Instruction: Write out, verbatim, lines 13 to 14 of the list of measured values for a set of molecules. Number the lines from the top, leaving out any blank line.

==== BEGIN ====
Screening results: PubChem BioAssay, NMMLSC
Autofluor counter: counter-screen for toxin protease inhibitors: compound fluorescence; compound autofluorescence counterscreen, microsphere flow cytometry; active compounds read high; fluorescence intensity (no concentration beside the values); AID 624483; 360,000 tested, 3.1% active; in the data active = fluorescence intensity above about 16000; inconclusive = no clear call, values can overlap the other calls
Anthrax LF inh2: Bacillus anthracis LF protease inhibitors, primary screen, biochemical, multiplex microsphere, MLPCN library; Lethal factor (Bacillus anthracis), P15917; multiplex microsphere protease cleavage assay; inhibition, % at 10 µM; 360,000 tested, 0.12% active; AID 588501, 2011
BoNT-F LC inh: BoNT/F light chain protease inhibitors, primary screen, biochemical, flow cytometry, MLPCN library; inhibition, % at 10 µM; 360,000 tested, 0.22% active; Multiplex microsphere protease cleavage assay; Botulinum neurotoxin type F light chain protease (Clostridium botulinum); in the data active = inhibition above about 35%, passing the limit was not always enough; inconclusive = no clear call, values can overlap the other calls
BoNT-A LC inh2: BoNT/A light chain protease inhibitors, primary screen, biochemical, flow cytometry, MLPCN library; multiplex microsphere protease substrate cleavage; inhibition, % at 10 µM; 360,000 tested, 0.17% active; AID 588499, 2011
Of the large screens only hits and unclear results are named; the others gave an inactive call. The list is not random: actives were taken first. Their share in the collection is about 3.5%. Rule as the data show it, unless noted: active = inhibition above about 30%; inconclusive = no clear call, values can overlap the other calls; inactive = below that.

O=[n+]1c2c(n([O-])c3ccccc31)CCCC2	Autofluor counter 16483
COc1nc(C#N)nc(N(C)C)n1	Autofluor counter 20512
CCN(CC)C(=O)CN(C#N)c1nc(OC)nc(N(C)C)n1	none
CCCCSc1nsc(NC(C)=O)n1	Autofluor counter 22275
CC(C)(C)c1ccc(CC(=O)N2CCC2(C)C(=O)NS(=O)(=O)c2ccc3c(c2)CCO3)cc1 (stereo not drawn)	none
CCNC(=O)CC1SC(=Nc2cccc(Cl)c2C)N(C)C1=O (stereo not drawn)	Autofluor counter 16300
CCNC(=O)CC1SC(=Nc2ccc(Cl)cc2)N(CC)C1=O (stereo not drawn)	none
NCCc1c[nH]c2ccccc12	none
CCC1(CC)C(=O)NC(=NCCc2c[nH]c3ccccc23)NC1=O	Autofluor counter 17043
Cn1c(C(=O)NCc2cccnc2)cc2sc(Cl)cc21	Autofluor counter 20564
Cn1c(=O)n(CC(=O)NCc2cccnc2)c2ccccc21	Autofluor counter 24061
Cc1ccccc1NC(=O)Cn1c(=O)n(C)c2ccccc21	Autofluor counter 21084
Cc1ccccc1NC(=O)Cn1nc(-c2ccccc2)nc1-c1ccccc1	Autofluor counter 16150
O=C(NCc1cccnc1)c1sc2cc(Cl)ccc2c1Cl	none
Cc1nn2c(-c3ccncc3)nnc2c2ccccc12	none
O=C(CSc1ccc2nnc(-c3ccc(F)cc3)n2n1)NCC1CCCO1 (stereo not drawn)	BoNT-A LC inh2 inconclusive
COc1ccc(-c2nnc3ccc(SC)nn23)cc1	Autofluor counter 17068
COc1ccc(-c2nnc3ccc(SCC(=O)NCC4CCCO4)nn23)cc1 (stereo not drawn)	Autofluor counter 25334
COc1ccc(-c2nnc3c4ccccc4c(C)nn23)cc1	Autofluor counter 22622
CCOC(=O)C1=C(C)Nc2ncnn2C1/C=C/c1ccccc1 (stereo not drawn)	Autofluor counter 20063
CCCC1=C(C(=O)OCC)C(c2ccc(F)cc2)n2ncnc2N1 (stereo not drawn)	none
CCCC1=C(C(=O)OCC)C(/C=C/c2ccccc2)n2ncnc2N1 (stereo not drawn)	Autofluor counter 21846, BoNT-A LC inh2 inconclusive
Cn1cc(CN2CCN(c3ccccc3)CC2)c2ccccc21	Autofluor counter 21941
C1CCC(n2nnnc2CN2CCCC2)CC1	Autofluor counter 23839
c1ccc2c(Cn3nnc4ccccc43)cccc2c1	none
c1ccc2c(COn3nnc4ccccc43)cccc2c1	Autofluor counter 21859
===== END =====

CCNC(=O)CC1SC(=Nc2ccc(Cl)cc2)N(CC)C1=O (stereo not drawn)	none
NCCc1c[nH]c2ccccc12	none